I have a very close friend...who does this.She is married to a very difficult man.
He has even yelled at me many times.
So her and I would go out, and have a hot chocolate and slice of cake.
This went on for some 16 years!
She is 'old school', so leaving him was not an option.(she just turned 70).
I felt like I have lost may be a good 3 full months of my life listening to her.
I did advise, she never took my advice....I did listen, only to get more frustrated.
'Why' did I listen for 16 long years...............because she is my friend.
I would not ever do it again, and couldn't.....In fact, I now have to stop any conversation that is going 'no-where'.......or taking up too much of my time.
We are still friends, but she now knows I can not do it.
LOL - yup this can be a common habit if someone has a problem and they don't know what to do about it. They start off with jibber jabber and then it becomes a habit. Maybe they believe it is really cool to gossip like that. I think I would want someone to say: Hey, you know I understand your partner sucks, but what was it that brought you guys together? Get them to change tack to the positive things. If they are doing it in public means they are desperate for attention, and that is a whole new kettle of fish. As for getting involved - never get involved in a dog fight unless it is life or death.
There isn't much you can do to help someone who just wants to complain. They've got to change their perspective, look at what their part in it might be. People who complain usually forget to mention what they've done. So as a good friend, I would listen if a friend is genuinely trying to sort out a problem, but if I can see they're not taking any action to help themselves, well, it's harsh but we've all got better things to do than to get upset by someone else's actions.
Friendship is much like marriage. True friends support each other through the hard times and share each others' celebrations. Therefore, we need to listen to each other when we have problems. But we also have a responsibility to care for our friends by being constructive in our feedback to them.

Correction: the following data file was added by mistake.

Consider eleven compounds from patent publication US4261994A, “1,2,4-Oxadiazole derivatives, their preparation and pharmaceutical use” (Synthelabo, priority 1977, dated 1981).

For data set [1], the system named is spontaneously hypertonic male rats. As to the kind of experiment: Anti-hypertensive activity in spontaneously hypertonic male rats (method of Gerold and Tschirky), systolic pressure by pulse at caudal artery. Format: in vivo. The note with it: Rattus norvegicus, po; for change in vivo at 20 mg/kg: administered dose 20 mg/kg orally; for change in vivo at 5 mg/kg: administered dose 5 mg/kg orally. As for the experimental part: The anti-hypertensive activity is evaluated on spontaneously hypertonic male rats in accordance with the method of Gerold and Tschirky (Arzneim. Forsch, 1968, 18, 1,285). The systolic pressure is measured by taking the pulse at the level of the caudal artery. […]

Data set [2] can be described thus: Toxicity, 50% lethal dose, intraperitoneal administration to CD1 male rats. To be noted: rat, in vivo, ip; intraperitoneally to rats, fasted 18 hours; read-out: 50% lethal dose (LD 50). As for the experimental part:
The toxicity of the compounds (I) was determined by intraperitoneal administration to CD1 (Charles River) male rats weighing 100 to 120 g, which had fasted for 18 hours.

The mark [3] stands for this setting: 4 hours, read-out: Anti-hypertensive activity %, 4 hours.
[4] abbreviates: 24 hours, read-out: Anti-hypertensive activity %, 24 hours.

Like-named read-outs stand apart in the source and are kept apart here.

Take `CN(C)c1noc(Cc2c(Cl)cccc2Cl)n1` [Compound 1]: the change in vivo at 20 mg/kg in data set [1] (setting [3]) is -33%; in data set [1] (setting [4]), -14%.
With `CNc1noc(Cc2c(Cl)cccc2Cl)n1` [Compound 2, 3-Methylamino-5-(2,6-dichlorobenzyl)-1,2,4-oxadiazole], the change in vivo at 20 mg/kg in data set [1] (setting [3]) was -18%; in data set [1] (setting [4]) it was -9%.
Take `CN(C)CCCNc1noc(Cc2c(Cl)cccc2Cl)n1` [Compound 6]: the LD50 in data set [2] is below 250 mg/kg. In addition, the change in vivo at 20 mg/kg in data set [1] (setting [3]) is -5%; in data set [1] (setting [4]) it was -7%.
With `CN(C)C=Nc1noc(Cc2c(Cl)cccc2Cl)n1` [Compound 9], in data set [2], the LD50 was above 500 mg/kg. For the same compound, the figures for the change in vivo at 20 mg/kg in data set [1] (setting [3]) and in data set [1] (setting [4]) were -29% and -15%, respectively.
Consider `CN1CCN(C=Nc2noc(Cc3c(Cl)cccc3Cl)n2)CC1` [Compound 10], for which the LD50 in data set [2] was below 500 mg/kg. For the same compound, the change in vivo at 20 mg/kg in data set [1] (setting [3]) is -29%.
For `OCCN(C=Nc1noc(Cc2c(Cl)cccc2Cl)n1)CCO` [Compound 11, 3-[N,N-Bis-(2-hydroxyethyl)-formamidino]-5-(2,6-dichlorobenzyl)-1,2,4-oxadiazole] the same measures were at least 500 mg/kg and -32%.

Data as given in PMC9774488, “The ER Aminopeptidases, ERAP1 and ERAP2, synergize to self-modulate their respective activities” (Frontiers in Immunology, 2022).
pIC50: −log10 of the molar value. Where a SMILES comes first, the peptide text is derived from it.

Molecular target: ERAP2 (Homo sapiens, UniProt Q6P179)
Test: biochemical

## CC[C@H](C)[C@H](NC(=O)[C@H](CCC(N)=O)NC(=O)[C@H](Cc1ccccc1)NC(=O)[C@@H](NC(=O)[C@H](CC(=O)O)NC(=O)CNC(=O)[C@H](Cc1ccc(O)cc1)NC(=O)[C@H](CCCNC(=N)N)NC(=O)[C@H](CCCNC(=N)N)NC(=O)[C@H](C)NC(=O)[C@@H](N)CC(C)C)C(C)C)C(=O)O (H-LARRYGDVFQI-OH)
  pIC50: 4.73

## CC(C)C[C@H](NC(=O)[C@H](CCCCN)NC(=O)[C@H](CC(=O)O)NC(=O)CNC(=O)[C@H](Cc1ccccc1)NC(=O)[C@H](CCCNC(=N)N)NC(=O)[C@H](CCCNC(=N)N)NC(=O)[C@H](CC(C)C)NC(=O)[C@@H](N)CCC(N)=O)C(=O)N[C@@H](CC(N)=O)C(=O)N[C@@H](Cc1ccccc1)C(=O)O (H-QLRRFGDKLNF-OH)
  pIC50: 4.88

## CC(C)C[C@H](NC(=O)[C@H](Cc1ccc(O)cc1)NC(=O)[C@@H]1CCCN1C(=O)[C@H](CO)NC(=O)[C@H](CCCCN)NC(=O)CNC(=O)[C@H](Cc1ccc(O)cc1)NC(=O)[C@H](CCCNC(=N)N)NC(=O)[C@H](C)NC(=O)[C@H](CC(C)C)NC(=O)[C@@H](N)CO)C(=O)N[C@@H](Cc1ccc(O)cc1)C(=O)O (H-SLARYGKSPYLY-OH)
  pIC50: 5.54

For example, if they complain about something to me, I would ask many questions in return so I can better understand the nature of their situation. I might then help them to arrive at a decision about what to do next. Obviously, whatever the decision is, it needs to a) be acceptable to the person and b) lead to an improvement in the situation.
So when they come back to me and complain again, I would ask "did you do it?" If the answer is "yes" then "why didn't it work?" and "what can be done next?". If "No", then "WHY didn't you do it?", and so on.
If they never implemented any plan whatsoever, and never intended to, I would be honest and just say:
"I know it's a difficult situation, and I would love to be able to help you, but if you simply say the same thing to me every time, and we come up with the same plan every time, but it never gets implemented, then we either need to agree that we need a different plan or accept the situation and live with it without complaining. If that isn't an option for you and I haven't been able to help, I think you need to move your plea for assistance to other counsel ON THIS ISSUE - someone who can offer suggestions that I haven't been able to come up with, but you know my views and there isn't anything else I can offer unless you can provide additional information that changes what I'm already aware of. That's not to say i don't care about how you're travelling in the situation, but there probably isn't much to be gained by just going over the same detail all the time until something changes, because clearly the ideas I've given you aren't the answer. Your situation really concerns me and I want to see you in a happier place. I wonder who you might be able to see who can offer you something that I can't?"
When they're seeing someone else for assistance, make sure you reassure them that you're still concerned and want to know how they're getting on, because you hate seeing them in this situation. You might not be able to help them in this instance, but you're still their friend and they need to know you're barracking for them.
Another possibility might be that his/her situation is not exactly as they perceive it. Perhaps they have a psychological disorder that predisposes them to see the glass as half empty, in which case some psychotherapy or medication might be all that is needed...
Been there, done that. Eventually stopped seeing that 'user' of a 'friend'.
Am way too old now to deal with that ....!
My friends' now don't do that, so is a pleasant change from the past x years of listening to whingers!